It is a hard story for me to talk about for many reasons. It brings back bad memories and puts me and my family in a suspect light. But I know that people can benefit from the lesson of Omar Hammami’s journey and death.
It is a cautionary tale.
Many people try to paint him with broad strokes. The FBI called him one of their most wanted. CNN called him a Jihadist rapper. Fellow jihadis call him a hero: those were the same people that later killed him. He called himself Abu Mansoor al-Amriki.
To me, Omar Hammami was a kid. I met him when I was first introduced to my husband to be. In those days my husband, Omar, and a few other convert brothers travelled together in a pack. Omar, while one of the youngest pack members, was often the loudest and most energetic.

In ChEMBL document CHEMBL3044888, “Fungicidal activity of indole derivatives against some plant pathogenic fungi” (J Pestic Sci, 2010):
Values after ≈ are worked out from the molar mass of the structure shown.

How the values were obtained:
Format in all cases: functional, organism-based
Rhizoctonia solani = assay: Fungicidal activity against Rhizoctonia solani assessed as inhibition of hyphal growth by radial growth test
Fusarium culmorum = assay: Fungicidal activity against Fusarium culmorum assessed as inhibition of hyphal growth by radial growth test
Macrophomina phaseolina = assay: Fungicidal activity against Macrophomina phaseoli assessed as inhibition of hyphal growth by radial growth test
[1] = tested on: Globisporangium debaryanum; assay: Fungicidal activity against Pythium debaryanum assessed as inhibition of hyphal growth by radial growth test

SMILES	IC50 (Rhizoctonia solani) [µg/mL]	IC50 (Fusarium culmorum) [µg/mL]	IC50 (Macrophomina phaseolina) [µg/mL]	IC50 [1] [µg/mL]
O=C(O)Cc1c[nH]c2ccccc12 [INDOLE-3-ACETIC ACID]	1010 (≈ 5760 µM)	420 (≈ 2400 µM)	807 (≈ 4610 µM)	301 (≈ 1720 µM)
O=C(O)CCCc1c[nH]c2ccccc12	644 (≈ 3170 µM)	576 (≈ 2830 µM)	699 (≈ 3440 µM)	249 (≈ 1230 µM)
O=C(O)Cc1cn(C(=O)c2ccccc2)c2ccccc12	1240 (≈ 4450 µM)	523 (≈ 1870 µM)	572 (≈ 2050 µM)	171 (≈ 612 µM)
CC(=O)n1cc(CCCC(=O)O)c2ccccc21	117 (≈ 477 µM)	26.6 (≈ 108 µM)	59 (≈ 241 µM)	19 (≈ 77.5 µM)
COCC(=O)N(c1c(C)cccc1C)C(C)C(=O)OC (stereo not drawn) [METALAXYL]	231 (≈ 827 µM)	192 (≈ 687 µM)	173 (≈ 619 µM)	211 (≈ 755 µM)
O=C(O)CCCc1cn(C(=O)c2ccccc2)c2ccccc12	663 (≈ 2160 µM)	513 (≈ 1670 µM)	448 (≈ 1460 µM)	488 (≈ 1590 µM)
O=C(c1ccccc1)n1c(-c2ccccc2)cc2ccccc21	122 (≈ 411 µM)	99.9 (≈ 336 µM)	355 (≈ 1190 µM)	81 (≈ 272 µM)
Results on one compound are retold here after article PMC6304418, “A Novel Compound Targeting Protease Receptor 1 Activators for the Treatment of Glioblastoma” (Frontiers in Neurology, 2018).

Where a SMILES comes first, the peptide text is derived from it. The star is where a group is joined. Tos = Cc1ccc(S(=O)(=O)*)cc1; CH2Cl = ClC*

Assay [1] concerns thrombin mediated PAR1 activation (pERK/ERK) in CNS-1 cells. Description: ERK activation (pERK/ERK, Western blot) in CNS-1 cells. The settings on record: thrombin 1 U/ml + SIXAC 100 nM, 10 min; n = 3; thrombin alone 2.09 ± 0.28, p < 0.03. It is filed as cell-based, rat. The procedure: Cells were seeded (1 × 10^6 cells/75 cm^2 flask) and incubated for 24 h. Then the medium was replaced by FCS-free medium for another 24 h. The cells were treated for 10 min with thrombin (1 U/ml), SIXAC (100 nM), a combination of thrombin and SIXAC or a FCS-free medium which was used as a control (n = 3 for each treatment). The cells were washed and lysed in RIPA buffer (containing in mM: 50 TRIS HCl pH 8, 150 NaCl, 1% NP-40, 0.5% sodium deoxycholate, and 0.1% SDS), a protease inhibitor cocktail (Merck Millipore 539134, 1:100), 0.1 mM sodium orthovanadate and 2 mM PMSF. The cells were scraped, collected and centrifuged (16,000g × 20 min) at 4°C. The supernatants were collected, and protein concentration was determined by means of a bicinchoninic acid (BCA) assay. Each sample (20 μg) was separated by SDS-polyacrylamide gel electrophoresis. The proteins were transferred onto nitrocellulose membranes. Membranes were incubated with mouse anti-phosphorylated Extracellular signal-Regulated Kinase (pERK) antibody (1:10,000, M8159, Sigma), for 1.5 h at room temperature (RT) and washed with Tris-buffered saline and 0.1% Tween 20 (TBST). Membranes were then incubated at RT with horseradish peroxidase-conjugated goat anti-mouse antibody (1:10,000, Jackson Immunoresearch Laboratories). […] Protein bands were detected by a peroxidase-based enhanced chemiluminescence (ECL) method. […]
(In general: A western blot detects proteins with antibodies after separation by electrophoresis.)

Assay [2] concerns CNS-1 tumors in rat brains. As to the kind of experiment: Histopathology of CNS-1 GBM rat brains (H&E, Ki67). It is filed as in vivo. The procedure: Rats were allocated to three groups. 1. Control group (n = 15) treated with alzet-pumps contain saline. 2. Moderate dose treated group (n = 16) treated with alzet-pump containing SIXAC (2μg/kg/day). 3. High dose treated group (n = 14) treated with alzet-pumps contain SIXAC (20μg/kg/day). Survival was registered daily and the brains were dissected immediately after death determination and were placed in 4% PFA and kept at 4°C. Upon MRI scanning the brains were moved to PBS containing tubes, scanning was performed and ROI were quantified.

A scraggly-bearded teenager in thobes, Omar was a frequent guest in my home where he would chat for countless hours with my husband, share meal with us, and on occasion eagerly offer his help when we were in a bind. He was a good friend to my husband and me.
But in his experiences from Alabama to Somalia, Omar became the perfect mix of an impassioned, angry and frustrated young man.
Read the rest of my article at OnIslam.net to find out how Omar fell prey to radical ideals, joined a terrorist organization and was murdered by that same organization, and why it matters.
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